Question about branch of logarithm

  • #1
MathLearner123
16
3
I have a question about Daniel Fischer's answer here

Why the function ##g(w)## is well-defined on ##\mathbb{D} \setminus \{0\}##? I don't understand how ##\log## function works here and how a branch of ##\log## function can be defined on whole ##\mathbb{D} \setminus \{0\}##. For example principal branch of logarithm is defined on ##\mathbb{C} \setminus \mathbb{R}_{-}## so can not be used for ##\mathbb{D} \setminus \{0\}##. Thanks!
 
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  • #2
For all who do not want to switch between pages, here is the quotation (link):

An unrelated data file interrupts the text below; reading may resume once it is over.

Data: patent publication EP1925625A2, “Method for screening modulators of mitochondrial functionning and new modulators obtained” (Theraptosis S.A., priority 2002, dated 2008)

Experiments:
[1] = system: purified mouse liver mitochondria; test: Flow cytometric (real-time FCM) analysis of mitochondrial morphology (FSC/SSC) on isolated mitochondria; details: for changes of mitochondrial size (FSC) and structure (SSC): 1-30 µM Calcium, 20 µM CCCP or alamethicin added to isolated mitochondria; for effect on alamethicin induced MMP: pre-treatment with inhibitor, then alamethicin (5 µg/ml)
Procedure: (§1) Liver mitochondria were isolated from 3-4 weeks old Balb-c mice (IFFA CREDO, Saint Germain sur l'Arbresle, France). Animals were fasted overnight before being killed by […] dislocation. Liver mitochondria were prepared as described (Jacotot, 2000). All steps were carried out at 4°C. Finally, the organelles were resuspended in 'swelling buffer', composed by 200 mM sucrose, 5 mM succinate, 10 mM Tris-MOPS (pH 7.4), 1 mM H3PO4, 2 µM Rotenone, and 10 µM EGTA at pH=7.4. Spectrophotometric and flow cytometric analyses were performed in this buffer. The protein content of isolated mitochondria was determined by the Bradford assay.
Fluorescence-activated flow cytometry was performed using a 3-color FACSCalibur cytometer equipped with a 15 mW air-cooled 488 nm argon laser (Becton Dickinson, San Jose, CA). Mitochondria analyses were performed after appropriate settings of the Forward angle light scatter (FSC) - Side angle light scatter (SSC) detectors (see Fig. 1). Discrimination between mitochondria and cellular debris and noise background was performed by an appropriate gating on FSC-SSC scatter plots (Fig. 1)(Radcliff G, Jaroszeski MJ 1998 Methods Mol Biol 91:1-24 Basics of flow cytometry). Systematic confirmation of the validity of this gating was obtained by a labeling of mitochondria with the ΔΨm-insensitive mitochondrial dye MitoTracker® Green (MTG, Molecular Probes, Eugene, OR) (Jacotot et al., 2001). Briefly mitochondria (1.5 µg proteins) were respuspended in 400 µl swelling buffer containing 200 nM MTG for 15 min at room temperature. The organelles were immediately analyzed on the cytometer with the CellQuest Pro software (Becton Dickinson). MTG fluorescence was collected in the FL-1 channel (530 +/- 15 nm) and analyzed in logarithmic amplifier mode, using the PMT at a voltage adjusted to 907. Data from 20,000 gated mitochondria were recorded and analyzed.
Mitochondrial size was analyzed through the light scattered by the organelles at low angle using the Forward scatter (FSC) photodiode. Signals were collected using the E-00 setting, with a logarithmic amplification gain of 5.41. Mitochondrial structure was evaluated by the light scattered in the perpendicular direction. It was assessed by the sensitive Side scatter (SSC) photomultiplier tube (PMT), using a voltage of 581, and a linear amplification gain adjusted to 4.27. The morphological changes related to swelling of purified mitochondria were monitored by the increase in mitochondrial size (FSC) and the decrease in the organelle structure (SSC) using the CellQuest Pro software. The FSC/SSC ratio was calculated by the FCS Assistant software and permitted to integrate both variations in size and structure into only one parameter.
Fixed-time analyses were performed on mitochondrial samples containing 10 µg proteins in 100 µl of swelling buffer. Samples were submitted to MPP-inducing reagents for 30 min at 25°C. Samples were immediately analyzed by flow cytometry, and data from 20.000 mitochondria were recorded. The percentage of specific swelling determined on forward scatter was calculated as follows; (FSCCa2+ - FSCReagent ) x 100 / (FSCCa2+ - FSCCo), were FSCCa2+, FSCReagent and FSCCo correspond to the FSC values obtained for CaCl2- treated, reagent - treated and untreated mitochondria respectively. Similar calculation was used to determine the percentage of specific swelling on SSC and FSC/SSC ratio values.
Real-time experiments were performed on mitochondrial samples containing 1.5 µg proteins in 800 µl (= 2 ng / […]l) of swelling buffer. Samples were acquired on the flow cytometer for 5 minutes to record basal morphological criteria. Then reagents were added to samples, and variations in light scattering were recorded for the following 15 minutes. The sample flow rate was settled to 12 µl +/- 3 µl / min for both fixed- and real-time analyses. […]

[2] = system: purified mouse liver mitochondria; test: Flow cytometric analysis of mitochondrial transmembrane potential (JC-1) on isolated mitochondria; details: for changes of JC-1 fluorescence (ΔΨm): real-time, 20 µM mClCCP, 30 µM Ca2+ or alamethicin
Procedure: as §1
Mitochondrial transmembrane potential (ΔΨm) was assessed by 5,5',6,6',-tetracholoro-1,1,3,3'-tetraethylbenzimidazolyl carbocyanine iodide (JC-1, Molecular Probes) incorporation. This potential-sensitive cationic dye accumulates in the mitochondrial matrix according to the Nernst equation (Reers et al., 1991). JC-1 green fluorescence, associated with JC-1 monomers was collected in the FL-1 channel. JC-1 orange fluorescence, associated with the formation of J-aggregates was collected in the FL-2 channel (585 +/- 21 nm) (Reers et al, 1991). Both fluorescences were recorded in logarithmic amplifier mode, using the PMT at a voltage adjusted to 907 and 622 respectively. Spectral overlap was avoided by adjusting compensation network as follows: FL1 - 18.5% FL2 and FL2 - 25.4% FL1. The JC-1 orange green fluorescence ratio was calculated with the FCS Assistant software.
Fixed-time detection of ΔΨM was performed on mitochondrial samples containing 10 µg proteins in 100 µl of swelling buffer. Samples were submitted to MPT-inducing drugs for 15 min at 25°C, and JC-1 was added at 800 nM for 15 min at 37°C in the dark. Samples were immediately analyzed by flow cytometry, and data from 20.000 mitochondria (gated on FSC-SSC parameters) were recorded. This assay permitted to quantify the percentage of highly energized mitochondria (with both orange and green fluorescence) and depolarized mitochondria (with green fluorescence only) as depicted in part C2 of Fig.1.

Consider the function
$$h(z) = f(z)\cdot e^{-2\pi iaz}$$
on the upper half-plane. We have
$$h(z+1) = f(z+1)\cdot e^{-2\pi i a (z+1)} = \bigl(f(z)e^{2\pi i a}\bigr)e^{-2\pi ia}e^{-2\pi i az} = f(z)e^{-2\pi i az} = h(z),$$
i.e. ##h## is periodic with period ##1##. Now define ##g \colon \mathbb{D}\setminus \{0\} \to \mathbb{C}## by
$$g(w) := h\left(\frac{\log w}{2\pi i}\right).$$
By the periodicity of ##h##, the value of ##g(w)## is independent of the choice of the branch of the logarithm, hence ##g## is well-defined. In a small enough neighbourhood of any ##w \in \mathbb{D}\setminus\{0\}##, there is a holomorphic branch of the logarithm, hence ##g## is holomorphic.
By construction, we have
$$h(z) = g\left(e^{2\pi i z}\right)$$
and hence
$$f(z) = e^{2\pi i az}g\left(e^{2\pi iz}\right),$$
as desired.
 
  • #3
I understood Fischer was referring to its existence, of the log, in a neighborhood of ##D-\{0\}##. Just take an open ball that avoids the origin.
 

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